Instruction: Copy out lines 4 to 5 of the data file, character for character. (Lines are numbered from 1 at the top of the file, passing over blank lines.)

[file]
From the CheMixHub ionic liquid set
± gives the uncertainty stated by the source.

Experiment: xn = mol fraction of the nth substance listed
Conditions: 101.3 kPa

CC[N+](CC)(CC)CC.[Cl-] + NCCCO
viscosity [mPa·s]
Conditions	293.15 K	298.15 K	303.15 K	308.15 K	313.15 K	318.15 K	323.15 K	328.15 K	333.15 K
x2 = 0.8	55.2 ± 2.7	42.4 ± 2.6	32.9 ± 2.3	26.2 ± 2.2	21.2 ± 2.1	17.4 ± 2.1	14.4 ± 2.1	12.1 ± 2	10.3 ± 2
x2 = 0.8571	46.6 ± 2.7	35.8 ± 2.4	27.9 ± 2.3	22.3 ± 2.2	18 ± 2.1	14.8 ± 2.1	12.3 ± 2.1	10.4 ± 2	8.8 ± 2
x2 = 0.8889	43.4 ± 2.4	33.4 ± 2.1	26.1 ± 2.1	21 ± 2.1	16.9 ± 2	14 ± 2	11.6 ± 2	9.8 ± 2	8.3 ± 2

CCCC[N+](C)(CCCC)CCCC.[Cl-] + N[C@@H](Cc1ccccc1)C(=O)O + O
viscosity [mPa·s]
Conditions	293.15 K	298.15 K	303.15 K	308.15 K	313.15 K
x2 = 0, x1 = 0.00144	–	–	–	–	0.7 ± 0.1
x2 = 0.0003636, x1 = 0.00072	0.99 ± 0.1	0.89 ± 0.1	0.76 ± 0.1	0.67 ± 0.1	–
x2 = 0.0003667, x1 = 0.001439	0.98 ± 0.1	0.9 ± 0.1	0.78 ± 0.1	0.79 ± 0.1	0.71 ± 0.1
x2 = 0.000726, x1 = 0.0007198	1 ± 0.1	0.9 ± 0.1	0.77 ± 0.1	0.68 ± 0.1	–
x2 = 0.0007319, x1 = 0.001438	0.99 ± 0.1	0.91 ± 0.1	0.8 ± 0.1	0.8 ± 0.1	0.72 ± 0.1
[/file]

Conditions: 101.3 kPa

CC[N+](CC)(CC)CC.[Cl-] + NCCCO